That Was the Year That Was
There was a television program, I think it was back in the 1970’s or 80’s, called That Was The Week That Was. It was a British show that in Canada had the titled shortened to TW3. Being a British Show, it took the typical British tongue in cheek view of the news of the day. I want to resurrect the name with a twist. 2020 TW3 – That Was The Year That Was.
Leaving 2020 behind.
Certainly, there have been other years that carry the same feelings, family health issues or deaths, job losses and other similar difficulties in the passage of life. But I believe 2020 should win the title and the Crown, as the most, in nearly every category of significance.
We began the year with the most successful economy in American recent history. For instance, we saw the lowest income quintile see their net worth rise 37% while the top quintile held steady (Federal Reserve Survey of Consumer Finances). A tight labor market forced employers to raise wages and the minority workers, black and brown, as well as women, saw their net worth rise 10 to 20 times their white male counterparts. The economy seemed to be performing exactly as society would have wanted.
Then the Pandemic hit. “The depth and breadth of its economic disruption was greater than that of any postwar recession.” “The distribution of the job losses was completely different than what one usually sees in a downturn.” “Low-income earners were the hardest-hit group.” (WSJ 2020 in Review) This downturn affected women and people of color disproportionately. Service businesses, restaurants, barber shops, hair salons, bars, gyms, etc. were declared non-essential services, by various governments, and shut down. Many of those business will not return having already declared bankruptcy.
Then the death of George Floyd at the hands of the police brought the sight of violent riots and demonstrations to the nightly news. Society, as we knew it, was being fractured. Let us remember this is not the first time this has happened. Not by a long shot.
And of course, we had the election in November which showed a seriously split electorate. Roughly 80M versus 75M split between Democrats and Republicans for the Presidency. Significant gains by the Republicans in the House and basically a stand still (at this writing Georgia has yet to vote for the Senate) in the Senate. Thirty of the Sates are controlled by Republicans and twenty by Democrats. Pretty much a “schizophrenic” voting population.
Finally, a Vaccine. One the most amazing feats in modern medicine is the research into, development of, the actual testing regimes, and regulatory approval of vaccines to stop the spread of the Pandemic. Politically they called it “Warp” speed. Now the roll out of the vaccinations to the world is underway.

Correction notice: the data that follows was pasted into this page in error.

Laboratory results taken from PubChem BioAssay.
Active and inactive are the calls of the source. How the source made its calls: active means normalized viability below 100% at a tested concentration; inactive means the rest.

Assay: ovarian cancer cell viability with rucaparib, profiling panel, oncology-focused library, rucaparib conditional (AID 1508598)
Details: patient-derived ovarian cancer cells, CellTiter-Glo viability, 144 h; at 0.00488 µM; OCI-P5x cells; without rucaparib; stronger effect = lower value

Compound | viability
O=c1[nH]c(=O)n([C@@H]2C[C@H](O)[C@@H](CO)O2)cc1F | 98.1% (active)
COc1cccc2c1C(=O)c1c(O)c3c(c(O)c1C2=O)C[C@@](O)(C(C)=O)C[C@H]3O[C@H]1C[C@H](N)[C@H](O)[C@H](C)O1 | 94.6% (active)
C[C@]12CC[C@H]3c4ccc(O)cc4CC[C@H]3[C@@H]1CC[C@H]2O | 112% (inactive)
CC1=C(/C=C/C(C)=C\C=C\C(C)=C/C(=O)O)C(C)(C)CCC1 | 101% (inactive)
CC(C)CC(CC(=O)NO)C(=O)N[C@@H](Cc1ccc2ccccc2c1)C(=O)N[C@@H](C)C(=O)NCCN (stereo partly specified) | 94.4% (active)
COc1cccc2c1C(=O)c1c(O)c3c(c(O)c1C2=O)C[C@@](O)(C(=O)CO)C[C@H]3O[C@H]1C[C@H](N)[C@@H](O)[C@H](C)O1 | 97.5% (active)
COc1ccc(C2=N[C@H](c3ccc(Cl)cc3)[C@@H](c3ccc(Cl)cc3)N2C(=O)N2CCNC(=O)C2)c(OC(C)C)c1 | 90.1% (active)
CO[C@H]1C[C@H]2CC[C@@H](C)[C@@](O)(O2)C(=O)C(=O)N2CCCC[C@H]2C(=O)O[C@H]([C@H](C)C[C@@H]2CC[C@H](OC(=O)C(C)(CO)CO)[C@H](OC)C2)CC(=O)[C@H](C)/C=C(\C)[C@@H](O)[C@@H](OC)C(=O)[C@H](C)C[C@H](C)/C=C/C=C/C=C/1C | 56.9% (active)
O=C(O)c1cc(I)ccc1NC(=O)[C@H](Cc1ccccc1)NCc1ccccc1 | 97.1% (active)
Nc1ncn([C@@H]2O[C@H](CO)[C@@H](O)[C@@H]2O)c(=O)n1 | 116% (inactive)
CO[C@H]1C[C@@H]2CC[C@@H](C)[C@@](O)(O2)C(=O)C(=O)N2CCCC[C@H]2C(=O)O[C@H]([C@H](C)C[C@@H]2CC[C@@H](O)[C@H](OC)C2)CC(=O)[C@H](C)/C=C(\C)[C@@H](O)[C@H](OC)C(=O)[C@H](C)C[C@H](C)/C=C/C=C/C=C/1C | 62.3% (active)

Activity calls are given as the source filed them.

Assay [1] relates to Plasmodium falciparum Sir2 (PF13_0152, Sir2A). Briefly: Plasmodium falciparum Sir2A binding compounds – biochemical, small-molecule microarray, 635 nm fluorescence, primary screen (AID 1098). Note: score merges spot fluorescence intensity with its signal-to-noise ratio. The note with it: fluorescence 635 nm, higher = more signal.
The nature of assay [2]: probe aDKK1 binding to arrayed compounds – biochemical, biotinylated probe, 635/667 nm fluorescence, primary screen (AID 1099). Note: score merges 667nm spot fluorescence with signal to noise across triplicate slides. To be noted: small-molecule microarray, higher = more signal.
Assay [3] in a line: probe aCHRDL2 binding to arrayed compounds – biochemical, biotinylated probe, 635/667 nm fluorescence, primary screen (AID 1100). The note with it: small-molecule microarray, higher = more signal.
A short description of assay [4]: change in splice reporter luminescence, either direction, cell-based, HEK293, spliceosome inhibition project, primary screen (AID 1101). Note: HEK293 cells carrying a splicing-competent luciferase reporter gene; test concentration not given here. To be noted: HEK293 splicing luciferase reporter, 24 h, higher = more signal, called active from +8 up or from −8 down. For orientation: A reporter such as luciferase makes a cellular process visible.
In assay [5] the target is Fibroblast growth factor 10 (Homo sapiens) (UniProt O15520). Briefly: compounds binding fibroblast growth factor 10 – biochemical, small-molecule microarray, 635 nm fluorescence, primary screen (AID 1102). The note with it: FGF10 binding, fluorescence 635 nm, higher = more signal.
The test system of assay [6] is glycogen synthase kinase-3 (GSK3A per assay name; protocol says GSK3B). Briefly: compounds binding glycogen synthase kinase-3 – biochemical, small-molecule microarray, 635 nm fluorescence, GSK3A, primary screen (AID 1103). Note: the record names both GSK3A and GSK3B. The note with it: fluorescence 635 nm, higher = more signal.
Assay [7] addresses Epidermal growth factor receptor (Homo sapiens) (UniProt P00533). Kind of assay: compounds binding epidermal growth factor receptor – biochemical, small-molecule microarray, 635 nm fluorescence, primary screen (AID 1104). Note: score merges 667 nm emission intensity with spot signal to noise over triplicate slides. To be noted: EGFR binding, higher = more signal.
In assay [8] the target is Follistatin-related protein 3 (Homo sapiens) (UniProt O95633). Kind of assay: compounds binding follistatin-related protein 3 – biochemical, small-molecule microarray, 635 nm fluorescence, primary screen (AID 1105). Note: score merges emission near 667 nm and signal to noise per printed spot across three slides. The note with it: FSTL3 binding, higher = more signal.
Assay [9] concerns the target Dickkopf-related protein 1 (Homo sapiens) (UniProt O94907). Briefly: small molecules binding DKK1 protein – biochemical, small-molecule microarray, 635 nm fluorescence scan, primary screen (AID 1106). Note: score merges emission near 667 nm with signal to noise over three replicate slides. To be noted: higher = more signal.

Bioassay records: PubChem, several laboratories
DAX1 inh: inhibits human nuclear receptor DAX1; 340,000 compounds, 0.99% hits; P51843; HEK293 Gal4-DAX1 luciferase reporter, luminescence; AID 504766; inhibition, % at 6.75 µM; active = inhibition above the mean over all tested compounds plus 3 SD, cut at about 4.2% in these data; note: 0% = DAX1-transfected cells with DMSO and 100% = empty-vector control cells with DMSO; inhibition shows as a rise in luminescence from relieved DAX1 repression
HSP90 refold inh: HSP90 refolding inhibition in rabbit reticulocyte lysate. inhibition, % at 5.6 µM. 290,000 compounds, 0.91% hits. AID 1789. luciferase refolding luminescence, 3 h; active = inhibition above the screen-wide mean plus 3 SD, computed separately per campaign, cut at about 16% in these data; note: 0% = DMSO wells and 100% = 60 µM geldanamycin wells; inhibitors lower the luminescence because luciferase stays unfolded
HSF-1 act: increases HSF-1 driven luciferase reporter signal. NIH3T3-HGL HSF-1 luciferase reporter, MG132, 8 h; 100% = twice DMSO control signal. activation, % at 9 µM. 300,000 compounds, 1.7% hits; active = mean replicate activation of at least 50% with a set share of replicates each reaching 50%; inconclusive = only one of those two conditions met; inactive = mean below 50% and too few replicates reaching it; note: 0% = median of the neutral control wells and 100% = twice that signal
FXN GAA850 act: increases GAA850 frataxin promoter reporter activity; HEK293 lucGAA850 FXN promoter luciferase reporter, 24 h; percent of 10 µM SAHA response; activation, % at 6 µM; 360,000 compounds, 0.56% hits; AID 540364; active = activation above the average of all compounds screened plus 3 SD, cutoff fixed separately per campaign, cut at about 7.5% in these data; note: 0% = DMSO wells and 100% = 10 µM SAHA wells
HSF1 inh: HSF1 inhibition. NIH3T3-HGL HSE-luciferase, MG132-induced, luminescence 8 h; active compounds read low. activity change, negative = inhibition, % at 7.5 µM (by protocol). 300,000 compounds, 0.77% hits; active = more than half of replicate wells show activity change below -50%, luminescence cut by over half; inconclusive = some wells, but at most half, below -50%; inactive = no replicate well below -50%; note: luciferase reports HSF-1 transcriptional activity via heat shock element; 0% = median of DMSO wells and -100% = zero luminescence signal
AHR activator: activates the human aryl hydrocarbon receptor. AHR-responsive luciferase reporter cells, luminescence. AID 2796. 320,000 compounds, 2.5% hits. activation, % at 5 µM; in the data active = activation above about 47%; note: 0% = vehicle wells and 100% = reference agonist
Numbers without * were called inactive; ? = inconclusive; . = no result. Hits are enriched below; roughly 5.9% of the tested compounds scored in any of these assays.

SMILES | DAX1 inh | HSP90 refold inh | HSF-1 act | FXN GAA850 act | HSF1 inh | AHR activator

That Was the Year That Was alright. But I don’t need a repeat of this year again in my lifetime. Thank you.
Earlier in the year I read a remarkable book by George Friedman, an author for whom I have much respect, titled “The Storm Before the Calm.” It is an incredible read from a very astute author. If you haven’t read it get it, you can thank me for the suggestion later. Which brings me to my thinking today.
I believe that 2021 will be a year in which we “reset” our businesses. If we had our eyes open, we learned a lot.
- that we could have some job functions “Work From Home” a new acronym WFH. This also exposed us to a lot of office building space being superfluous to our needs.
- the critical nature of “Internet Based” Businesses. Our need for 5G internet speeds and significantly most robust security tools on our systems.
- how to conduct “Virtual Meetings” with previously unheard-of businesses like Zoom becoming a house hold name.
- how education was changed in ways that no-one had foreseen. This was a change that was necessary to happen as student debt for University education had become the largest single debt in America.
- that Companies generally have procedures in place for upskilling their workforce. Teaching employees what they need to move up in the organization, such as management skills or technical knowledge. Reskilling workers, to move them to a different role, is very different today.
- We learned how to save money. Americans have accumulated $2 Trillion in new savings since February.
And we learned that we had choices to make in our lives. Those of you that know me will understand me when I say I refuse to be a victim to what goes on around me. I am too stubborn to let that happen. I want to always find a way to make things work. Work better if at all possible. That is my belief and it has driven me my whole life and I see no reason to change at this point.
So, I would ask all of you to stand and raise your glass with me. I am going to “KICK” 2020 out this year. Much more than I am going to welcome in 2021. We are going to see a remarkable 2021. The world will start to return to normal and with a fresh optimism we are poised to do remarkable things.
The time is now.